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Biden’s policy challenges in the Horn of Africa and Sahel regions

Posted by: Semere Asmelash

Date: Monday, 07 June 2021















Biden’s policy challenges in the Horn of Africa and Sahel regions

US President Joe Biden has set a new tone in the policy towards Africa as compared to that of his predecessor, Donald Trump. It was significant that the Biden’s first speech in his capacity as US President on an international forum was delivered virtually on February 5, 2021, at the 34th African Union Summit. Biden remarked, “This past year has shown us how interconnected our world is and how our fates are bound up together.

That’s why my administration is committing to rebuilding our partnership around the world and re-engaging the international institutions like the African Union. We must all work together to advance our shared vision of a better future; a future of growing trade and investment that advances prosperity for all our nations; a future that advances lives and peace and security for all our citizens; a future committed to investing in our democratic institutions and promoting the human rights of all people: women and girls, LGBTQ individuals, people with disabilities, and people of every ethnic background, religion and heritage”. “United States stands ready now to be your partner, in solidarity, support and mutual respect.

We believe in the nations of Africa, in the continent-wide spirit of entrepreneurship and innovation. And through the challenges ahead, although there is no doubt that our nations, our people, the African Union – we’re up to this task”, Biden said while concluding his speech. Biden’ speech reaffirmed commitment to multilateralism. The Chairperson of the African Union Commission, Moussa Faki Mahamat, welcomed the message and said that the African Union looks forward to “resetting the strategic AU-USA partnership.”

On his first day in office, Biden repealed the Trump administration’s ban on travellers from Muslim-majority and African countries, including Libya, Somalia, Eritrea, Nigeria, Sudan and Tanzania. Revoking the ban, the President said in a statement, “The United States was built on a foundation of religious freedom and tolerance, a principle enshrined in the United States Constitution.

Nevertheless, the previous administration enacted a number of Executive Orders and Presidential Proclamations that prevented certain individuals from entering the United States — first from primarily Muslim countries, and later, from largely African countries. Those actions are a stain on our national conscience and are inconsistent with our long history of welcoming people of all faiths and no faith at all”.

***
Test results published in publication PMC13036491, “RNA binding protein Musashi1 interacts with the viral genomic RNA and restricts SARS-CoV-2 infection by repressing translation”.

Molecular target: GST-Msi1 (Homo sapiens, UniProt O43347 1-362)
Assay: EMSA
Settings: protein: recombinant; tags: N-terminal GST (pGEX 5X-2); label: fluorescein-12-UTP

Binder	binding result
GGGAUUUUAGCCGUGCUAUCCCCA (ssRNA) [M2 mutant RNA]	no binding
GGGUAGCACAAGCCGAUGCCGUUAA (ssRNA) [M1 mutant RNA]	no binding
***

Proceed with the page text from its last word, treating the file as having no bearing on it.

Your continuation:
Two regions in Africa pose a major policy challenge for Biden – the Horn of Africa and the Sahel. As regard’s Biden’s policy in the Horn of Africa, a major decision has been taken by appointing Jeffrey Feltman, a former senior Department of State official, as Special Envoy for the Horn of Africa on April 23. This signals the US intention of assuming an active role in the region. The US Secretary of State, Antony Blinken, said that Feltman’s appointment “underscores the Administration’s commitment to lead an international diplomatic effort to address the interlinked political, security, and humanitarian crises in the Horn of Africa.” “At a moment of profound change for this strategic region, high-level U.S. engagement is vital to mitigate the risks posed by escalating conflict while providing support to once-in-a-generation opportunities for reform,” he added.

On Eritrea and Ethiopia, the US has taken a hard stance by holding their troops accountable for the humanitarian crisis in Tigray and announcing a visa restriction policy and imposing wide-ranging restrictions on economic and security assistance. In Somalia, the Biden administration has continued with Trump’s policy of withdrawing the US troops from the country. The Biden administration has also issued order that drone strikes outside three long time war zones must be approved by the White House.

As regards the US policies in the Sahel countries which include Mali, Niger, Mauritania, Burkina Faso and Chad, security analysts contend that Biden needs to be more active in light of the threat that Islamic militancy in the region poses.

In March 2020, the United States created a Special Envoy for Africa’s Sahel region to counter rising violence from groups linked to Al Qaeda and Islamic State which are expanding their foothold. Security analysts have stressed on upgrading the Sahel Envoy post to the status of a US Presidential Envoy who would report directly to Biden. Mali, which is under a second coup in a 9-month period, poses a major challenge for the US policy in Sahel. The United States of America is mulling sanctions on Mali over the detention of civilian leaders of Mali’s transition government. Ned Price, the US Department of State Spokesperson said, “A democratic, civilian-led government presents the best opportunity to achieve security and prosperity in Mali and the wider Sahel region.

The Malian transition government’s commitment to a civilian-led transition and democratic elections in 2022 set the stage for Mali’s continued engagement with international partners to advance democracy, human rights, peace, and security effort”. 

In the Sahel, the US also needs to step up its counter-terrorism operations. Currently, the US dominant strategy is to provide weapons and training to partner countries’ security forces instead of deploying US troops to fight violent extremist group. Biden also needs a rethink on this strategy.


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